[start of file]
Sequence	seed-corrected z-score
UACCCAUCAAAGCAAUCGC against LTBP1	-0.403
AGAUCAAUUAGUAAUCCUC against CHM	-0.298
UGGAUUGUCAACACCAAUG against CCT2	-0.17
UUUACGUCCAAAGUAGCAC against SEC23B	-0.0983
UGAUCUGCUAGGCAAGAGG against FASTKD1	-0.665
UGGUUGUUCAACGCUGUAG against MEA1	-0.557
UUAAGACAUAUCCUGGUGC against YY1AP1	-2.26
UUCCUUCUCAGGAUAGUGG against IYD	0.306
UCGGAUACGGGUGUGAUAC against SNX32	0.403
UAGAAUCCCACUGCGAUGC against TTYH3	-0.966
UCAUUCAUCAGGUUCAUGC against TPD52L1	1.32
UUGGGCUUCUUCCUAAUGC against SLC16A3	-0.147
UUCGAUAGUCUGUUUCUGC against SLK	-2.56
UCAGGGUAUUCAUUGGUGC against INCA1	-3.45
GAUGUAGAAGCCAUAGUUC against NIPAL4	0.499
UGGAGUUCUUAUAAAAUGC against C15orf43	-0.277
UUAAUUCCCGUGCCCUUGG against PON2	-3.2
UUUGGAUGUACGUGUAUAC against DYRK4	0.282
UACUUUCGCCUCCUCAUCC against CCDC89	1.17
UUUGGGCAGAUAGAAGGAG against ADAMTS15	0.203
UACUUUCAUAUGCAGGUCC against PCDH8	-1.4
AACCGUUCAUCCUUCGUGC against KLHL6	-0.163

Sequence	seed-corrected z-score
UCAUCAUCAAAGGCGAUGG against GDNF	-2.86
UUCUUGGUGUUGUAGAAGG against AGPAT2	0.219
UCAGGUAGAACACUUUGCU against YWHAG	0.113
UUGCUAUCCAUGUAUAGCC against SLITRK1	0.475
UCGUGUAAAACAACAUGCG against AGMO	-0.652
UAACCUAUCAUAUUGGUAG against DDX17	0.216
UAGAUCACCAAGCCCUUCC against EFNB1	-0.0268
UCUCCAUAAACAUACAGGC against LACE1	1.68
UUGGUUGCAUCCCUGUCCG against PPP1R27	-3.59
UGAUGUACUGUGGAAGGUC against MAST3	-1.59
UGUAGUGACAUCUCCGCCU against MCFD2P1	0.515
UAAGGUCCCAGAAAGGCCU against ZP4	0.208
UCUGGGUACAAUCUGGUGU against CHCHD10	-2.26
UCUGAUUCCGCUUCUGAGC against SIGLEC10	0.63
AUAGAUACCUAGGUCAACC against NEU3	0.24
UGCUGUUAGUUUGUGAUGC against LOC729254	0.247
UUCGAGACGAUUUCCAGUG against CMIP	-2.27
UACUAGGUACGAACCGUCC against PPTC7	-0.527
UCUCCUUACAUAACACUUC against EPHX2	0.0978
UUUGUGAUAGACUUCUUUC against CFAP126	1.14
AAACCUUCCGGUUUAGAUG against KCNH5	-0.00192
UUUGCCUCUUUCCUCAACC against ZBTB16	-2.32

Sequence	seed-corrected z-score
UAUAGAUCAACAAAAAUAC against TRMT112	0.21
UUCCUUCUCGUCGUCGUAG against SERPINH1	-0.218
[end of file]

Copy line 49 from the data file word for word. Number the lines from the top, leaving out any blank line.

UUCCUUCUCGUCGUCGUAG against SERPINH1	-0.218